Let’s be honest – moving is not fun. But for community managers, move-in day is a perfect opportunity to kick start resident retention efforts by making a good first impression. Here are some easy ways you can make the move-in process less stressful for your residents and start building a solid relationship with them.
1. Set a specific time for lease signing that is completely separate from the time the new resident picks up their keys. This gives them time to actually read and review their legal documents, sign up for automatic rent payments and ask questions without feeling stressed out – after all, moving is stressful enough.
2. Is your building a mid-rise or a high-rise? Be sure to thoroughly explain elevator time so your new resident knows exactly when they can use the elevator during their move-in. Some people have never lived in elevator buildings before and therefore are unsure how to go about reserving and utilizing the elevator. Don’t make them ask…tell them ahead of time how it works.
3. Equip your resident’s new apartment with move-in supplies. Move-in supplies are things like a bottle of hand soap, a roll of paper towels, a roll of toilet tissue, freshly made ice in the freezer (with a sign that states the ice is freshly made) and maybe an inexpensive shower curtain placed in the bathtub. This really sets the tone for a great experience and will make your resident very happy. And by the way, toilet paper is NEVER a move-in gift.
4. Provide a nice move-in gift. This is not the time to get rid of the leftovers from the company picnic. And residents don’t always want things that are emblazoned with the company logo. Offer something like a fresh bouquet of flowers (already placed in the apartment), a small plant, or a set of reusable shopping bags (especially if you are in a city or state where plastic bags are no longer allowed).
5. Set the thermostat in the apartment to a comfortable temperature on the morning your resident is moving in. There aren’t many things worse than walking into a blazing hot apartment after moving heavy furniture. Also, make sure the fridge is cold and the hot water heater is no longer on ‘vacation’ if you set it back during periods of vacancy.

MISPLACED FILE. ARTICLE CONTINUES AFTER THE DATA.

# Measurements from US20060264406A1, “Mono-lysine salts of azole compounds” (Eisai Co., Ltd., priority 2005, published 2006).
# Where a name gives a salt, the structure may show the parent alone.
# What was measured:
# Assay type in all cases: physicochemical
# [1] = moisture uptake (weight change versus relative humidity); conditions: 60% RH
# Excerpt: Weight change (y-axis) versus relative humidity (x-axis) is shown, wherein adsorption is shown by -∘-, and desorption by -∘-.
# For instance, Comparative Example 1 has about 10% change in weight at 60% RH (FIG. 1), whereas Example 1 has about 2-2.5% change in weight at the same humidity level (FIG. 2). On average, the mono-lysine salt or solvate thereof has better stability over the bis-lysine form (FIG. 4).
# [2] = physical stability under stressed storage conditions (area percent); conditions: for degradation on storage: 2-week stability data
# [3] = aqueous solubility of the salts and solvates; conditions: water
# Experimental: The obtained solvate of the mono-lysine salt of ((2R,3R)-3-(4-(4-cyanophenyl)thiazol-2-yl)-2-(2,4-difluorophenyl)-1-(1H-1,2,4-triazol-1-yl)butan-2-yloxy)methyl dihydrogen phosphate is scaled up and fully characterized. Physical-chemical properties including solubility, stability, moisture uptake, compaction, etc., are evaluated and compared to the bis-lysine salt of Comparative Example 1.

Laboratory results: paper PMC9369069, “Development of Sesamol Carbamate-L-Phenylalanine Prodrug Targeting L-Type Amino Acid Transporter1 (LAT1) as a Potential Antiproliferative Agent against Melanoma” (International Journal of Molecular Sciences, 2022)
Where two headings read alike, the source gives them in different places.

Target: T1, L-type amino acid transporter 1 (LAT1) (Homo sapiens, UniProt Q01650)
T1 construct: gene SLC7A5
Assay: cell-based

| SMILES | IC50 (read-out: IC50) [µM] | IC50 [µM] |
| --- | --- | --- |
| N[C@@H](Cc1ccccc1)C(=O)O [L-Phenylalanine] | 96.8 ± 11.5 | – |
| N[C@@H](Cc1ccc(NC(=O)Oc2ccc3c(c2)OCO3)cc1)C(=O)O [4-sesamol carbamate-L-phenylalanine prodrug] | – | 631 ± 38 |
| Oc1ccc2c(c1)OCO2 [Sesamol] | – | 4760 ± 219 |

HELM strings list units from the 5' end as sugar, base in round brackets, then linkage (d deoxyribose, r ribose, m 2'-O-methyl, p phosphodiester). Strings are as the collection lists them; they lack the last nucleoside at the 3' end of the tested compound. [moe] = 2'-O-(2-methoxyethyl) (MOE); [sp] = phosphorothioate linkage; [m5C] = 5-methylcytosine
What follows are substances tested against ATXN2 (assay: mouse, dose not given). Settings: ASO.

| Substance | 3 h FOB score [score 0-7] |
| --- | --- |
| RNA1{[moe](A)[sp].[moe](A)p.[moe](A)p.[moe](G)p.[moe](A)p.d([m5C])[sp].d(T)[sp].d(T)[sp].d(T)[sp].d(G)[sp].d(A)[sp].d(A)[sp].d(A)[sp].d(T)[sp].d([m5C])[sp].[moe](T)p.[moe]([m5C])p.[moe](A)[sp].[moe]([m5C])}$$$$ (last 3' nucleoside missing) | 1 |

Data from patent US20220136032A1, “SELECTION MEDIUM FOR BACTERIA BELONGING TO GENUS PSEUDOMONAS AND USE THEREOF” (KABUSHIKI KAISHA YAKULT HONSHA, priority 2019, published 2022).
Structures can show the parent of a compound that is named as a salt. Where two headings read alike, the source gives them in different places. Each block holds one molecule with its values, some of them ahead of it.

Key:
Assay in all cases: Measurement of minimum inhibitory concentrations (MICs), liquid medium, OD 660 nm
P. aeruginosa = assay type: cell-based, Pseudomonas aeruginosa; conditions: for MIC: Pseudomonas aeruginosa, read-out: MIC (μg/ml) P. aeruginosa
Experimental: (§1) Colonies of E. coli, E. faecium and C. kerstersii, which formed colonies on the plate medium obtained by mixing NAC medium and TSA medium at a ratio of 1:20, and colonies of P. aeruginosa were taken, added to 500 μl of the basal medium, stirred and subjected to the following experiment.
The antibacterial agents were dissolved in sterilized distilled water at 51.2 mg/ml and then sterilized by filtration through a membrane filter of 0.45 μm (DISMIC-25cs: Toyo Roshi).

6. Place carpet protection tape throughout the high traffic areas of the apartment. This clear film with adhesive backing will keep the carpet clean and is a welcome sight to new residents, especially on rainy or winter day move-ins. A roll of carpet protection tape will cost approximately $55 for 200 feet. This will keep the carpet clean, the new resident happy and prevent your maintenance team from having to come back and clean the carpeting again after the move-in is completed. Plus, it makes a great first impression!
7. Stop by on move-in day to see how things are going. Maybe deliver a few cold bottles of water or a couple of garbage bags for any trash they may create. Offer to walk through the apartment and help your new resident complete the inventory checklist. It’s a great way to get it completed, signed and on file.
8. Offer to show them how to use all of the appliances in the apartment. Switching from a gas stove to electric (or vice versa) can be daunting to some. For residents who are living in an apartment for the very first time, this orientation can be amazingly helpful. New residents who have never lived in the United States may also want a walk-through of how to use everything. And don’t forget to show them where the circuit breaker panel is!
9. Put a customized refrigerator magnet on the door of the fridge. Along with the property logo, include important information such as the office phone number, email address, website and office hours. Don’t stop there! Make sure the magnet is holding up coupons from area restaurants and service providers with offers for your residents. The best type of magnet is the chip clip/magnet combination. Residents seem to prefer those the best.
10. Follow up again with your new residents in approximately 24 hours to make sure all of their concerns are handled appropriately. Then call back at the end of their first week, and at least one more time before their first month is over.